As the Thanksgiving holiday weekend comes to a close, many of us are entering the darkest days of the year. With many parts of the country having fewer than ten hours of daylight per 24 hours, many of which are filled with rain, snow, sleet, or gray skies, the notion of getting some sun on a sandy beach becomes ever more enticing. Many people report being a bit down during this time of year, in part due to stressors of the holiday season, and in part due to the lack of natural sunlight. The entity Seasonal Affective Disorder, or SAD, is a psychiatric disorder which presents itself annually during a specific time of year, which tends to be the winter months. It is thought, in part, to be triggered by absence of natural sunlight exposure, and one of the well-studied treatments with good outcomes has been use of light therapy mimicking that of sunlight to improve depression and even bipolar disorder. In addition, our bodies are able to synthesize the active form of Vitamin D when our skin is exposed to sunlight. We can’t do much of this during the darker months of the year.
Feeling the warm rays of sunshine, especially this time of year, can bring on a sense of comfort, health, relaxation and, dare I say, wellness. But a recent trend which has gone viral among the growing list of ridiculous pseud0-wellness fads has been sunning the perineum, the are of the body between the anus and the genitals. Instagram influencer (or micro-influencer, depending on who you ask) who uses the handle “MetaphysicalMeagan” and has over 25,000 followers, recently posted a photo of herself naked, perineum to the sky, entitled “Perineum Sunning.” She goes on to explain the so-called health benefits of this practice, which requires only 30-seconds of daily sun exposure to your delicate parts. (She prefers sunning for five minutes, to achieve maximal benefits). Some of these benefits include: surge of energy, better sleep, creativity, and “attracting your soul tribe.” To make it sound even more legitimate, she throws in the coveted terms of history and exotic, claiming it to be an “ancient Taoist practice.” The 1986 book “The Tao of Sexology” describes how sun exposure to the perineum can reduce bacteria and treat hemorrhoids. Many large and small media outlets, including Rolling Stone, had an immediate field day on taking a deep dive into this unproven wellness practice. Indeed, there is no research-driven evidence that this practice does anything to the perineum except warm it up for a bit, and maybe, if done regularly, increase risk of sun-induced skin cancers. The bacteria that thrive in the perineum are supposed to be there, and a bit of sunshine does nothing to their ecosystem, nor should it. As for curing hemorrhoids, no evidence for that either.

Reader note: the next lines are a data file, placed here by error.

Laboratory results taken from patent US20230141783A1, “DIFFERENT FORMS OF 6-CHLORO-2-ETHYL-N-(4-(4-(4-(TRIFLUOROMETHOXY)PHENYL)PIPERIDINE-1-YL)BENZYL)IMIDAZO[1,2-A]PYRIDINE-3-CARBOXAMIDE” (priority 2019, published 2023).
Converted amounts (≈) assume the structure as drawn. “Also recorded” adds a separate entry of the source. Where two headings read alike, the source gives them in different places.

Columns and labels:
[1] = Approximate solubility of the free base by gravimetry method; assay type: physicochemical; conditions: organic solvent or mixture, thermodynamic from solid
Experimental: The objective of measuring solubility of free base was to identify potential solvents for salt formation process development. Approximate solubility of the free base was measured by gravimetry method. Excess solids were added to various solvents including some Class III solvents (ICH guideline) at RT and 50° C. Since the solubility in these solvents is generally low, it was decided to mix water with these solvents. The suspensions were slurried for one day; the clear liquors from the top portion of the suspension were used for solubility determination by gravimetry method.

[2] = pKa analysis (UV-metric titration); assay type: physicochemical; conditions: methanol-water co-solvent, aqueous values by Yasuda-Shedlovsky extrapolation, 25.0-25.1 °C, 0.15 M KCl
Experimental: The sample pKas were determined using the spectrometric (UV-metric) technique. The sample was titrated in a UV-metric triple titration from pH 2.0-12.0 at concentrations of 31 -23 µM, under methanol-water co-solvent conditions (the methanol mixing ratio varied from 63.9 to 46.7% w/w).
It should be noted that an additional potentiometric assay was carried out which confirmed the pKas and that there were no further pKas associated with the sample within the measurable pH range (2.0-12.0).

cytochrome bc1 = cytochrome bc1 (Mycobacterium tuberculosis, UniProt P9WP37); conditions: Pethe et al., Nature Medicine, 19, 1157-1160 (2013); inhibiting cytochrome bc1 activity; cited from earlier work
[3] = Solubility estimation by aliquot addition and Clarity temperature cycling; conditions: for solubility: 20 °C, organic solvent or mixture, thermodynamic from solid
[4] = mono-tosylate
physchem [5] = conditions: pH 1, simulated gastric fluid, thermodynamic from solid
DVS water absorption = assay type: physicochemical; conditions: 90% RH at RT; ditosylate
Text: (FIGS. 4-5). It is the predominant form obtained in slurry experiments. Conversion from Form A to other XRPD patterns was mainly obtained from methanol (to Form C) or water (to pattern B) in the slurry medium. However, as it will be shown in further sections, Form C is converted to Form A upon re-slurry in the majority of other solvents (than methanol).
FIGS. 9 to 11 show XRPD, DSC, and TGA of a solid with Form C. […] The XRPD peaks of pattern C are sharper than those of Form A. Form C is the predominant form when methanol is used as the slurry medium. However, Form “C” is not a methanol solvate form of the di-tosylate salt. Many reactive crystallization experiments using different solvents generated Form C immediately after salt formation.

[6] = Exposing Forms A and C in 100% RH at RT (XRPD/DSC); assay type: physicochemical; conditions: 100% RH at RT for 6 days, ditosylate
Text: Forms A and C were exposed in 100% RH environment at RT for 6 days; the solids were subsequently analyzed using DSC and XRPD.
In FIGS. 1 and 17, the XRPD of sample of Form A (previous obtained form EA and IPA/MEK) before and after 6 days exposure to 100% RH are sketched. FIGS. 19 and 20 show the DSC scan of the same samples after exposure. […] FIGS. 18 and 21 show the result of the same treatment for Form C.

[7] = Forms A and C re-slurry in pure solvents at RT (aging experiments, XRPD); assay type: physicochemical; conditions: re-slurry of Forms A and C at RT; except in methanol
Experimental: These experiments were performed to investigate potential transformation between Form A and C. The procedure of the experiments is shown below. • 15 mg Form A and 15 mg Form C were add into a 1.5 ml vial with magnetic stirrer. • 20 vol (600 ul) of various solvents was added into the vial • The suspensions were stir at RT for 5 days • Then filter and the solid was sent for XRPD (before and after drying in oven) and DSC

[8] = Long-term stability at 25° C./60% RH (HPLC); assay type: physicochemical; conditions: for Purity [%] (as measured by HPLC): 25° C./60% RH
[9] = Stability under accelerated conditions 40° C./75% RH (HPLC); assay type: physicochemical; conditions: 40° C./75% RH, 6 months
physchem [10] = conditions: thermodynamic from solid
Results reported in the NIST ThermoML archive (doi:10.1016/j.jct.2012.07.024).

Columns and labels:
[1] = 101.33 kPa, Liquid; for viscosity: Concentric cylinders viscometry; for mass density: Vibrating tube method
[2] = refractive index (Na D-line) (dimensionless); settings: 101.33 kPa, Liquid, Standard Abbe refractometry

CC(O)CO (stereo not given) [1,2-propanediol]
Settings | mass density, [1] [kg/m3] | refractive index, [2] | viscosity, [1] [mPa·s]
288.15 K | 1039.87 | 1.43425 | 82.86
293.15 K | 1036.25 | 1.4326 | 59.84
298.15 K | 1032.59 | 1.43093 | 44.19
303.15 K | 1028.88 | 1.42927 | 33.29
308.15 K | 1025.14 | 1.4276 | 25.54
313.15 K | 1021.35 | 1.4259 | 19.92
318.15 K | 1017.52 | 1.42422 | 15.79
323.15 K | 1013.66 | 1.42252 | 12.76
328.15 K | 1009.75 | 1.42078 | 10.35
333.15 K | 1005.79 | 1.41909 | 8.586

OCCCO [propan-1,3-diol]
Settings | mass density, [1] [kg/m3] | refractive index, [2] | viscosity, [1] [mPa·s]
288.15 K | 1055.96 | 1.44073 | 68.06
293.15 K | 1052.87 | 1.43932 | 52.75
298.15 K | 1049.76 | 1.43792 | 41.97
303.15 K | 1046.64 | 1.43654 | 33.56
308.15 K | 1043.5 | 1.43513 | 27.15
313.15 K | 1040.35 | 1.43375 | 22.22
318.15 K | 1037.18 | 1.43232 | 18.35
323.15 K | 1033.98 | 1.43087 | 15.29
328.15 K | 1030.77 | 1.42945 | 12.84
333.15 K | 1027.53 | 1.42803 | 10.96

As with any practice that somehow offers rejuvenation of the perineum, if it sounds a bit off, it probably is. That said, if it makes you feel good, then go for it, knowing that the risks are not zero (skin cancer for one, and being cited for indecent exposure if done in public is no fun). This tenet goes for other practices that have come into the media such as the vaginal jade egg and vaginal steaming. The same issues can be said for these: if they make you feel better, go for it. The placebo effect is real, after all, and if engaging in these practices make you feel whatever it is you want to feel, then go right ahead. Just know that these practices also carry risks, including burns, skin damage, and infections.
Alternatively, you can save time, money, and your perineum and just keep your pants on.